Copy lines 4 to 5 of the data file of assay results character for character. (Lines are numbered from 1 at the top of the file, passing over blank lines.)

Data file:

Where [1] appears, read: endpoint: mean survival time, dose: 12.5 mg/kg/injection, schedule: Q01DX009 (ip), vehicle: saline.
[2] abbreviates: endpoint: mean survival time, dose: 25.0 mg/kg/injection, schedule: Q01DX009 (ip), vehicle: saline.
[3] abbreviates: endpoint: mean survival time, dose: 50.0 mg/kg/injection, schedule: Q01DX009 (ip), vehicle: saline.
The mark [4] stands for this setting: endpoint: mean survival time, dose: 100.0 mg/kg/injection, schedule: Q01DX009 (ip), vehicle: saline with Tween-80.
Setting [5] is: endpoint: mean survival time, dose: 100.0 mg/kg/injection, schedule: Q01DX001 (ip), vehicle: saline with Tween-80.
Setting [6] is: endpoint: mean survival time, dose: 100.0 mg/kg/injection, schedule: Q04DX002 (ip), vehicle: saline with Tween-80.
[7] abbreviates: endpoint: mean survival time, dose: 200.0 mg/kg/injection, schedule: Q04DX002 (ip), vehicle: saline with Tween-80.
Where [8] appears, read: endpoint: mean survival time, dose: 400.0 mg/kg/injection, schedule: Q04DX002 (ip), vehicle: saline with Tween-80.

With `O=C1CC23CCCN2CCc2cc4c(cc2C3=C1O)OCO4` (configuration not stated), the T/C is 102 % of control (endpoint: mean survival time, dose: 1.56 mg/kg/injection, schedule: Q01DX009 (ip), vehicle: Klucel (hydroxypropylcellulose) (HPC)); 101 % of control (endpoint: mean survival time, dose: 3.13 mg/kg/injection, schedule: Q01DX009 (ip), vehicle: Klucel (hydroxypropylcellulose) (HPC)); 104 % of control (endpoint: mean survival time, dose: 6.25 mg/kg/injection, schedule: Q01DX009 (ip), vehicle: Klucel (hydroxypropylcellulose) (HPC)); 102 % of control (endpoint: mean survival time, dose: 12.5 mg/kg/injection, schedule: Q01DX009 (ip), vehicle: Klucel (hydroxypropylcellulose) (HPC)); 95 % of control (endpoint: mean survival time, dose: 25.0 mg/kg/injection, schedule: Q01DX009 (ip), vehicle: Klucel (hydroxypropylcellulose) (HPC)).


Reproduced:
The mark [4] stands for this setting: endpoint: mean survival time, dose: 100.0 mg/kg/injection, schedule: Q01DX009 (ip), vehicle: saline with Tween-80.
Setting [5] is: endpoint: mean survival time, dose: 100.0 mg/kg/injection, schedule: Q01DX001 (ip), vehicle: saline with Tween-80.